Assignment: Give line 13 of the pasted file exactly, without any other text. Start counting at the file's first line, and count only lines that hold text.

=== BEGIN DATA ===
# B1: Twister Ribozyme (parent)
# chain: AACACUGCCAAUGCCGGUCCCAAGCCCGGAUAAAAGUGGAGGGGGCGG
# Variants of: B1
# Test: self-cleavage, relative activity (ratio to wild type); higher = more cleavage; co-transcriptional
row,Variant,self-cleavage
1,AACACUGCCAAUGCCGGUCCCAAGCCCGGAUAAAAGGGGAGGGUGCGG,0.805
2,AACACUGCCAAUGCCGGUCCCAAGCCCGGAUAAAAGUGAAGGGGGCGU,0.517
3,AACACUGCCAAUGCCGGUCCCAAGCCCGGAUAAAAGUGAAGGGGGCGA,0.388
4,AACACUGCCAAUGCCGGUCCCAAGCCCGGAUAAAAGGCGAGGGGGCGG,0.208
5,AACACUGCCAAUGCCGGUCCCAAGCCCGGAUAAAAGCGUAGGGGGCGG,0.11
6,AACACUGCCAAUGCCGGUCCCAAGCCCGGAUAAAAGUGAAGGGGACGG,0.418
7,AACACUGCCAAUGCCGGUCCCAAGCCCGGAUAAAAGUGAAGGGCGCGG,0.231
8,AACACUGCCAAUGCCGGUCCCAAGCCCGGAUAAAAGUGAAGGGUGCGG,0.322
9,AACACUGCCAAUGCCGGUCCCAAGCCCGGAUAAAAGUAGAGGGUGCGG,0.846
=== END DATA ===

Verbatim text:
8,AACACUGCCAAUGCCGGUCCCAAGCCCGGAUAAAAGUGAAGGGUGCGG,0.322